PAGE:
Small Bytes Vol. 79 – Oldies But Goodies

Looking through the archives I found a couple of tips I wanted to remind everyone about…

Did you know?… You can select an entire document by pressing Ctrl-A. Combine that with Ctrl-C (copy) and Ctrl-V (paste) and you have a fast and easy way to select, copy, and paste an entire document more efficiently. And in Microsoft Word, there are easy ways to select an entire word, sentence, and paragraph.

  • To select a word, double-click anywhere in the word.
  • To select a sentence, hold the Ctrl key on the keyboard and click anywhere in the sentence. (You must click off the sentence to before you can select another sentence in this manner.)
  • To select a paragraph, quickly click 3 times anywhere in the paragraph.

That’s all for this time. Stay tuned for the next Small Bytes!


  1. Back in 2000 I earned a Microsoft Certification in MS Access. Several months ago I visited with John Haverty and we talked about developing a MS Access knowledge base here on campus. I do not mean to imply that I am an expert in any sense; my certification is very out of date. My reason for talking with John was because I felt like someone on a deserted island when it came to networking support concerning the use of MS Access. I told him about a time while using the program to process close to a hundred graduate applications. A cryptic message came up saying something like “contact your administrator.” Of course, ITS does not support MS Access development so that made me feel even more uncomfortable. I asked John for his thoughts on bringing mentoring and training opportunities to clerical staff concerning the use of MS Access. He asked me to get a list of interested people, I found about six but only 2 showed up (plus Sue Taylor) at the meeting John announced to discuss MS Access. I need to mention that one secretary who often asks me for help concerning MS Access was not interested in attending.

    At the meeting we discussed how our departments use the MS database application and how we could establish ways to share information. We came up with one idea: create a forum where interested parties could post questions, answers, comments, suggestions, etc. relating to problems, workarounds, streamlining, etc. in regard to Microsoft Access. Since this meeting nothing has developed and I don’t want to waste John’s time. Why should another forum be established when everyone has access to “Speak Your Mind”? I urge you to share your thoughts on this!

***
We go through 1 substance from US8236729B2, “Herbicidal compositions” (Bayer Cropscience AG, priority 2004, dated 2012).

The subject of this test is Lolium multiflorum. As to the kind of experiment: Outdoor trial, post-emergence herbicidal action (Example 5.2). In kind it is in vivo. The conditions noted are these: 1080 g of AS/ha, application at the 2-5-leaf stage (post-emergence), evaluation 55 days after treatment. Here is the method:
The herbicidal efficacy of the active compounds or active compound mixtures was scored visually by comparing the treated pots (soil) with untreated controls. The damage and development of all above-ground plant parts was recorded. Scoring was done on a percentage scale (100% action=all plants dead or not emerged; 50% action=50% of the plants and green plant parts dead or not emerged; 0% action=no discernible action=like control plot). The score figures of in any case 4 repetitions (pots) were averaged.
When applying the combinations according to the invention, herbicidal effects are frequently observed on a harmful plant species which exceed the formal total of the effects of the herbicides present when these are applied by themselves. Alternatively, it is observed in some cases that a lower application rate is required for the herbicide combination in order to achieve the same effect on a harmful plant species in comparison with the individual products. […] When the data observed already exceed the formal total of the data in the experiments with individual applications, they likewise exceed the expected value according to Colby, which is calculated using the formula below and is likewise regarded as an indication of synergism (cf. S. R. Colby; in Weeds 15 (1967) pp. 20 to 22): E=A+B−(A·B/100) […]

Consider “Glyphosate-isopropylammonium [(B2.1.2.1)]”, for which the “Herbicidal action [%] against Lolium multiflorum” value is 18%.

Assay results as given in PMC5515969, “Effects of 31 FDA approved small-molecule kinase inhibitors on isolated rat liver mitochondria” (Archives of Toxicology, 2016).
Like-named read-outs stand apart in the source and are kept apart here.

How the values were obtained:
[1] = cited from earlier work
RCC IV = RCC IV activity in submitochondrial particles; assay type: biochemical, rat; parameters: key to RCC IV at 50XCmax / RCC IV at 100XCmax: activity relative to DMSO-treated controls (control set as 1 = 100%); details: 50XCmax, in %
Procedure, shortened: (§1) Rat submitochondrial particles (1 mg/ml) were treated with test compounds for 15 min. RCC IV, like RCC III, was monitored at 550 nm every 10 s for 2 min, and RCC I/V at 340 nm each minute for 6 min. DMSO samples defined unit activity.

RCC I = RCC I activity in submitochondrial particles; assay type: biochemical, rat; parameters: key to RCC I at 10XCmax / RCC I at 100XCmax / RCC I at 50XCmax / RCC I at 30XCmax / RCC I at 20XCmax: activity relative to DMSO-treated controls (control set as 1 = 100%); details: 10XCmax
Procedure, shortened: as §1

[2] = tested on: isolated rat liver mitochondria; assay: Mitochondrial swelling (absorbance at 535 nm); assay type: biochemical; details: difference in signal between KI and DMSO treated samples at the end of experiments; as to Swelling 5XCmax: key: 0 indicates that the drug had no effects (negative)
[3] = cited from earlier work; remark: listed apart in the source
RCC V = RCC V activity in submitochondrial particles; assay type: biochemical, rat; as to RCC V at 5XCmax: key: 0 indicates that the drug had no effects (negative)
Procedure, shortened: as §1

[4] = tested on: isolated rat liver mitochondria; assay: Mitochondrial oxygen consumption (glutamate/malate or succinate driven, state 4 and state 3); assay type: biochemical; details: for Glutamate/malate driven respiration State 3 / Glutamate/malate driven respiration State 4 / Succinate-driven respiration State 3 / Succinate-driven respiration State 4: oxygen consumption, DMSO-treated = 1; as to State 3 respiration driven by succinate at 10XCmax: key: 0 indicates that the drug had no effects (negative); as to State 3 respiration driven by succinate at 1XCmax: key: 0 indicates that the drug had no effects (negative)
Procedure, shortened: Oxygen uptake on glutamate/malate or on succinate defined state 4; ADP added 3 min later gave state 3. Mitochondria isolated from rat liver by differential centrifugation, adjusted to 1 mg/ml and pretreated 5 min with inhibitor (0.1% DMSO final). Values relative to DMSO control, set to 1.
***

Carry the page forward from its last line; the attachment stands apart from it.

We use MS Access extensively in the SW Department as do several other department’s here at Washburn. Anyone who has ever gone after a MS Certification knows that a great deal of study is required to pass certification (at least for people of average intelligence). I suppose, if I would get a significant increase in salary, I might keep my certifications up, but, realistically—I’m not holding my breath. That said, I believe campus-wide, including clerical and ITS staff, and faculty from diverse curricula, there is probably a great deal of knowledge on this campus apropos to using, developing, and utilizing MS Access. How can we find a way to tap this knowledge and share it with one another?

    Finally, I wanted to ask about ARGUS Software. At one point there was a great interest in developing this application which allows, among other things, clerical staff to retrieve different types of data sets from Banner easily and quickly. What happened to this initiative and what are employee’s thoughts on this? I noticed that an ARGUS certificate is available—if we decide to give employees access to ARGUS, could certification be a means to empower employees if the appropriate extrinsic and intrinsic rewards were provided for those who maintained their ARGUS certification?

    • Sue Taylor-Owens says:

      We appreciate your comment and interest in the mentioned ITS activities. Since this doesn’t pertain directly to this Small Byte, someone from the appropriate areas will continue this conversation with you offline.

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